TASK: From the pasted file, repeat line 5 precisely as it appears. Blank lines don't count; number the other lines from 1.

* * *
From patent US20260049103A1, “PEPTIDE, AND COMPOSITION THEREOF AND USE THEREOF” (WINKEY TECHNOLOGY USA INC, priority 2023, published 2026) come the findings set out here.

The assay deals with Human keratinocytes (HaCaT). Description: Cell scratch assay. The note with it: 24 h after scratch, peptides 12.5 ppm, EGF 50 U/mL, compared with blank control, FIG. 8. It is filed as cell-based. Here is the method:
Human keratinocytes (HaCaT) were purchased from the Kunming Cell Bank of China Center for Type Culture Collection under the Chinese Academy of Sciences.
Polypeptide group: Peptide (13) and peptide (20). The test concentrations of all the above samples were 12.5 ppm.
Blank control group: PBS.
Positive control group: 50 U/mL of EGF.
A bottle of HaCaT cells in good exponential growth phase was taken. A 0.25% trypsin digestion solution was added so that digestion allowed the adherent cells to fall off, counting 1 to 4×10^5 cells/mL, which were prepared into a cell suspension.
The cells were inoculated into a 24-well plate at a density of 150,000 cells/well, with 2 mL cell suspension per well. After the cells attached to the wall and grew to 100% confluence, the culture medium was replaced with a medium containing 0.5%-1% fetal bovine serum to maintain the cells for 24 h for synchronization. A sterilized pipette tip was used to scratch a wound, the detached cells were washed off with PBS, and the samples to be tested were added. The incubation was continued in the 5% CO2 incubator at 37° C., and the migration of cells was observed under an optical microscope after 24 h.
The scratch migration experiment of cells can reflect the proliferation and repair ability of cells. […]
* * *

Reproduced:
Blank control group: PBS.